I’ve always equated the mind to a powerful computer. I used to think that however infinitely complex it is, with enough study and introspection it could be understood. I’m now realizing that it’s even more complicated than that. The mind is a computer whose code is constantly being rewritten and refactored. It’s a moving target. As you grow older, your brain and its associated characteristics change just like your body. For someone with a mental illness like myself, that means my disease is changing, too. Understanding how it effects me, learning how to battle and overcome its symptoms is as much a part of my continuing education as is staying up to date on the latest technology trends.

If you’re a developer. If you suffer from depression, anxiety or any other mental illness. I’d love to hear about your experiences.

  • noah

    Don’t forget that your brain also starts with a ton of legacy code. Anxiety is a useful feature in life or death, hunter-gatherer scenarios, but was not written with complex social interactions in mind (please forgive the anthropomorphic phrasing.)

  • CdyP

    Thanks for putting yourself out there with this. You’ve articulated so much that I usually feel stupid trying to describe. It hit home when you described staying at home, just laying there. It’s like a total shut down.

    Meanwhile those high days are this double-edge sword where you can work nonstop, but you also end up making promises about how much you will do because in that moment you think you can do everything.

  • corey

    Last weekend, I went hiking with a friend of mine with severe OCD who had just started a bout of depression and was thinking about canceling. I pressed on and said we should do it. My experience is that while nothing can “beat” depression, having an understanding friend can help take the place of your lack of willpower, but you have to tell them that it’s happening. I truly believe that by doing something physical, there is a physiological process that kicks off which counters depression – although for people who have faulty wiring in the brain (like you and my friend), nothing can get rid of it entirely. I figure that even if she sinks right back into it, at least it provides a temporary escape.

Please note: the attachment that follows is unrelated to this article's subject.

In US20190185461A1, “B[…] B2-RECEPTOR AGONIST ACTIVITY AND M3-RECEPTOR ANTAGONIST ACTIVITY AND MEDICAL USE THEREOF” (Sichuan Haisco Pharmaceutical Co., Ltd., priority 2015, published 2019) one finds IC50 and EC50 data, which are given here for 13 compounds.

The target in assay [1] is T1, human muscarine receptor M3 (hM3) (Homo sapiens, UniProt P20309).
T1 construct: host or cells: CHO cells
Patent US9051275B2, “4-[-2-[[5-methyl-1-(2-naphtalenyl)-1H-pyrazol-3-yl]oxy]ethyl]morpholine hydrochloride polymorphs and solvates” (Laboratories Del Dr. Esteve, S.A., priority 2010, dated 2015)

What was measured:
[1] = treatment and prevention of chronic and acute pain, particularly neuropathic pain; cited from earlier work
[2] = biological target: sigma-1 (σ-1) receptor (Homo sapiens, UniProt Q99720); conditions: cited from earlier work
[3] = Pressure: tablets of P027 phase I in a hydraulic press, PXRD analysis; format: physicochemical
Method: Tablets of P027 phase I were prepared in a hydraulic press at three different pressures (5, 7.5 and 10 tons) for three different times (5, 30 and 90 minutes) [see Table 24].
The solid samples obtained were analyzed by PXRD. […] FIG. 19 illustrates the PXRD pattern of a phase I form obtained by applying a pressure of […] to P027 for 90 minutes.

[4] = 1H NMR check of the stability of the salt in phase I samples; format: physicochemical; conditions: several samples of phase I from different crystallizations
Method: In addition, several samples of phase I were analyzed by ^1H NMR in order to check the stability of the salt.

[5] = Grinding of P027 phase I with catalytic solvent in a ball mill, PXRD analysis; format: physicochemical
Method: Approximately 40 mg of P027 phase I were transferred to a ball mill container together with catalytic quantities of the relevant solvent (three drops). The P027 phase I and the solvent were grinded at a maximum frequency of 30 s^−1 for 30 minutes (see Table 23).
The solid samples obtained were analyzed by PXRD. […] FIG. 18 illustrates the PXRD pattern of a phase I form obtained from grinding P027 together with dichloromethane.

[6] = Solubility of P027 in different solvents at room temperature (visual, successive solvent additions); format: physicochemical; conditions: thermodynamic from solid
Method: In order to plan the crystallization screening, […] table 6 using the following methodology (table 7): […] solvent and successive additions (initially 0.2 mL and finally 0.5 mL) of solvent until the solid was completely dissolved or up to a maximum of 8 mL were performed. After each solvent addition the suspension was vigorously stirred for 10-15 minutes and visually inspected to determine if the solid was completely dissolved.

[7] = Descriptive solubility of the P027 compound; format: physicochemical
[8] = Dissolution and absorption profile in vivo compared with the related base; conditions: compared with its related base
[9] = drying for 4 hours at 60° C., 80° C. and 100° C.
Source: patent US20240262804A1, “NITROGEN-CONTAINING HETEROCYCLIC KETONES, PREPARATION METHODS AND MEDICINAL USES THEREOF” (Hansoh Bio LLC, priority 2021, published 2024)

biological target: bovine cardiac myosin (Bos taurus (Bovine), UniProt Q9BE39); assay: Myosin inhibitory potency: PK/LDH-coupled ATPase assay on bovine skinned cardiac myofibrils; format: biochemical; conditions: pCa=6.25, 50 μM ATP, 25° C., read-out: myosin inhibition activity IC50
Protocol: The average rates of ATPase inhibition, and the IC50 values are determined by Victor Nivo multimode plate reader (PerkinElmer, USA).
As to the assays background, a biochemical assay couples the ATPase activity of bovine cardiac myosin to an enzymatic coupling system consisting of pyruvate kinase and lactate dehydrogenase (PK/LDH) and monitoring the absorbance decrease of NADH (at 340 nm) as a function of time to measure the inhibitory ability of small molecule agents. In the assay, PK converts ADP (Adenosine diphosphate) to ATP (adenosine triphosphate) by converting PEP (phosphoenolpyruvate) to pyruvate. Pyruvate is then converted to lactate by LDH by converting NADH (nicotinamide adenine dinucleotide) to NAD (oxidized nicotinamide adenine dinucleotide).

My heart goes out to you, and thank you for posting this.

  • Thank you for writing this. So much of it hit home for me, and I think posts like these are so important. I really appreciate your words.

  • Wow, I’m so glad you shared this. Even though your depression and anxiety are a very real struggle, I have to say that I am inspired by your tenacity with mental illness. You’ve kept fighting and you’re learning how to “ride” it so that you can be great at what you do on days you’re able. I think your level of self-awareness is a huge strength too, because it allows you to learn to adapt to the illness and figure out what you need to get through the roughest of days.

    I want to speak to the point about you feeling scared about your current employer finding out. I think that’s a totally normal feeling to have. I don’t want to try to “fix” that, but I wonder if hearing another perspective might be informative. Obviously every boss is different, but as a dev manager myself (though not one at the moment), I have to say that it could be really helpful for he or she to learn more about you and your needs. Why? It’s the not knowing what’s going on with your employee that’s the hardest. If you have someone that you know is capable of kicking ass, but just isn’t, I think (right or wrong) my first guess was that the person had lost interest in my project, and maybe was thinking of doing something else. Terrible assumption. But in the cases where people would open up and be a tad more vulnerable, I could be a lot more compassionate, and work with the person to help them optimize things. I want to be careful to say that I’m not suggesting anything in particular, but that might be a reason to be less scared.

    • To my employer’s credit, they read this blog post and immediately reached out to me to ask what they can do to help during the hard times.